Yesterday I read an article on the Beeb’s site about North Korea making a TV advert about a product, not a person (as in the Kims) for once. The product was one I am intimately familiar with - Taedonggang beer. I would have posted about it yesterday but of course I was in China where Blogger continues to be blocked. So here I am on a stopover in Dubai. Time for a quick rehash of the wonderful tale of this now briefly famous beer.
Back in 2000, the Dear Leader, known to be fond of a tipple or 10 (he is allegedly Hennessey Cognac’s single biggest customer) decided the proletariat deserved a better brew. Having been long-term importers of China’s Five Star beer, Kim Jong Il wanted his Stalinist state to have its own standout beer.
He cast around for a brewery and in November, 2000, using a German agent, answered an advert and spent a reported £1.5 million purchasing the venerable Ushers brewery. The 175-year-old brewery located in Trowbridge, Wiltshire in the west of England was dismantled and moved lock, stock and barrel 8,500 km east to the eastern suburbs of Pyongyang.
Strange but true – but then in 1976 in similar fashion Kim’s father Kim il Sung (still president despite being dead for 12 years) bought and imported a Swiss watch factory!
Back in 2000, Peter Ward, the director of Thomas Hardy Brewing and Packaging, the owner's of Ushers, said: "When they first approached us I thought they were South Koreans and I was a bit shocked when I discovered they were from the Communist North." Once he had got over the shock and was reassured that a) the North Koreans would pay and b) would be using the technology to ferment yeast not germs (the two practices being similar) the deal was done and 12 North Koreans headed to the brewery to help take it down and move it away to Asia.
State media at the time noted: “The respected and beloved general, who is always deeply interested in further improving the people's diet, took a benevolent action for constructing a modern brewery in Pyongyang.”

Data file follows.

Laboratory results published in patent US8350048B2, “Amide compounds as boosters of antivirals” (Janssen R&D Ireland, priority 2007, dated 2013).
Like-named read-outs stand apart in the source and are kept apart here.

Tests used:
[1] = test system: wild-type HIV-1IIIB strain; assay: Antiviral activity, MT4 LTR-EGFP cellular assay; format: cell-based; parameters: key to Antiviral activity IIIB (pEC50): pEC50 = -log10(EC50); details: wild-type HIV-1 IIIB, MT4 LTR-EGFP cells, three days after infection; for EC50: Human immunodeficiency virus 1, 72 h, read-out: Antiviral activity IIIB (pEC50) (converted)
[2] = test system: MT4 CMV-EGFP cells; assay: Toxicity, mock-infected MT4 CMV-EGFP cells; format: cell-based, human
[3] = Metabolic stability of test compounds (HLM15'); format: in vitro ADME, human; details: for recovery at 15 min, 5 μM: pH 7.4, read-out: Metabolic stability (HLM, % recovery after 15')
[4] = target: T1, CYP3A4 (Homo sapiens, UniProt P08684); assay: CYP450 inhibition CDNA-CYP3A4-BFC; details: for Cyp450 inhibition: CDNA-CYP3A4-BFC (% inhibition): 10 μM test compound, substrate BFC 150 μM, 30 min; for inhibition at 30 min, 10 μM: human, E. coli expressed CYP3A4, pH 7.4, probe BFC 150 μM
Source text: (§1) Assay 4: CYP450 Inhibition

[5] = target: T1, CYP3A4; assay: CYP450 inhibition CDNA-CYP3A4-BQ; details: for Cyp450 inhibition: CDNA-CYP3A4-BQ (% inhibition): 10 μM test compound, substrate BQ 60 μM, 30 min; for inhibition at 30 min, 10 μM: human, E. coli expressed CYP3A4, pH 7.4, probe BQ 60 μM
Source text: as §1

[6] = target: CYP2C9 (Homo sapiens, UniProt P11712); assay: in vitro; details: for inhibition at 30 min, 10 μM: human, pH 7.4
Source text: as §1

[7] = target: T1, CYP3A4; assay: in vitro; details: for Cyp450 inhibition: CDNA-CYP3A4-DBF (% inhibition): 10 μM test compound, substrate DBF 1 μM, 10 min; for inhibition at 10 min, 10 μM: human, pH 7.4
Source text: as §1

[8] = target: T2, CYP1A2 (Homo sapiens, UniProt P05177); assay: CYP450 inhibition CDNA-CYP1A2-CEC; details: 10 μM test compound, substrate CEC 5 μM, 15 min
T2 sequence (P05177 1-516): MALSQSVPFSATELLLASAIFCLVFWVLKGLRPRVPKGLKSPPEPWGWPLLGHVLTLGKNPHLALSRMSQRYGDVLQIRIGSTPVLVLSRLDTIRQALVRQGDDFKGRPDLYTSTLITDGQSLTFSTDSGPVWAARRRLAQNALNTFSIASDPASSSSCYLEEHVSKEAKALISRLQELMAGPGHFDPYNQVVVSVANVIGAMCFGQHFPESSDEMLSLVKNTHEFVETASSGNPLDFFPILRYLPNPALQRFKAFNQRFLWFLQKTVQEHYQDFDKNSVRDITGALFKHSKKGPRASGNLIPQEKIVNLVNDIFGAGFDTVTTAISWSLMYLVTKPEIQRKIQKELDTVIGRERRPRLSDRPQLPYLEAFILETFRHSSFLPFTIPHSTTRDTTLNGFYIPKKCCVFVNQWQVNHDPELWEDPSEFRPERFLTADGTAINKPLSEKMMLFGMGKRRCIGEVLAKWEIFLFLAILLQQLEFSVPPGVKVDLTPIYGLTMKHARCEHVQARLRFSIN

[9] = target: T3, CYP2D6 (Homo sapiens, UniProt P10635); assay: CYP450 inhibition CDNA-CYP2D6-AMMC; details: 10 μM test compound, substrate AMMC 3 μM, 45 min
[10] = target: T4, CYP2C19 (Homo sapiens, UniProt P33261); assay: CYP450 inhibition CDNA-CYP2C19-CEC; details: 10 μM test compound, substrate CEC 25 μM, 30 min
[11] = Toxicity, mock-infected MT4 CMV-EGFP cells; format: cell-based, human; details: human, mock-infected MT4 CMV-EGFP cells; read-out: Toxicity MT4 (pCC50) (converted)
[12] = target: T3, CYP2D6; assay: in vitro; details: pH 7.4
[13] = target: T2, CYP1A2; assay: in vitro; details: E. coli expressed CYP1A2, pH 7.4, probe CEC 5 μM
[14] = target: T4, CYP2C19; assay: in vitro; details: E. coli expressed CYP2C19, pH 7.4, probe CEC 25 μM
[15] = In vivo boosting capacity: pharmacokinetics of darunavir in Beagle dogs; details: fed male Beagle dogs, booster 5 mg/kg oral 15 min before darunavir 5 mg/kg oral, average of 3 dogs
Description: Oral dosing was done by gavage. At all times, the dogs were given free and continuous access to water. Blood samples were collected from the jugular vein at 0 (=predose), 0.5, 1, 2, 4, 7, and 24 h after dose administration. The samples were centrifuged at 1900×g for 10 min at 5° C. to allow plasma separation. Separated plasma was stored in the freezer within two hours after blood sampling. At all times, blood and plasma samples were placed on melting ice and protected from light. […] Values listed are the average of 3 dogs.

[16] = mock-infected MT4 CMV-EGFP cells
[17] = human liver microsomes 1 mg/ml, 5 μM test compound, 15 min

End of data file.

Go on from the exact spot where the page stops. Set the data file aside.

Thomas Hardy Brewing bought the Ushers plant after the brewery closed in early 2000. Ushers began brewing in 1824 and was best known for regional ales such as Best Bitter, Founders Ale and Mann's Brown Ale. The Ushers brands are now brewed under contract in Dorchester.
Suggesting the Dear Leader’s urgent thirst troops of the North Korean People's Guard were deployed in the construction project "for the purpose of completing a quality factory in the shortest possible period of time," according to the North Korean Central News Agency. “All combatants mobilized to the construction are carrying out the struggle of loyalty day and night with the fervent desire to make a report of loyalty to the respected and beloved general after excellently constructing the brewery,” the news agency reported at the time.
But installing this comparatively hi-tech facility was no easy task for this incapacitated state.
The wonderfully apocryphal story, told by more than one DPRK old hand though impossible to confirm like so much else in this nation, goes that after much jigsaw assembling of the factory, the first pint was poured to much excitement. The brown, none-too-fizzy liquid that poured forth came as rather a surprise. ‘That’s no lager,’ wondered the employees in unison as an incomprehensible award winning ale poured out of the taps. Germans were immediately called in to install state of the art stainless steel piping and out of the taps a few weeks later poured lovely crisp lager that would not have been frowned upon in even the most discerning Munich beer hall.
However, the story didn’t end there. Failing to pay their bills, a common DPRK trait, the factory ran into difficulty six months later needing extensive repairs, something the German engineers were not prepared to do. Cue the age old North Korean feat of reengineering – the end product being Taedonggang Beer – named after the River Taedong which flows through the centre of the capital and is unquestionably, despite the alleged tinkering, the country’s finest beer.
The Korea Workers' Party organ Rodong Daily said that year that with the 500,000 barrel a year brewery completed, Pyongyang citizens now enjoy this fine beer, and that "they are unanimous in speaking of its quality."
As of the middle of 2002, those rich enough could buy this brew, which comes in distinctive 650 ml green bottles with a logo of a bridge. But at 50 pence or so a bottle this and every other beer in the country are far too much for the average citizen who earns no more than a couple of dollars a day. Since launching, perhaps down to austerity measures, the alcohol content has dropped from 5.7% to 3.5% yet this straw-coloured drink makes for a delightfully crisp, refreshing, light brew when served cold – not a problem in winter when temperatures regularly hover around the -10 degrees Celsius mark.
Alongside this and only available at certain microbreweries and the ‘luxury’ Koryo Hotel is the dark Taedonggang ale with a voluptuous, rich caramel flavour.
Now, give the friendly folk at Koryo Tours a bell to go to the reclusive east Asian state soonest for a surreal pint.
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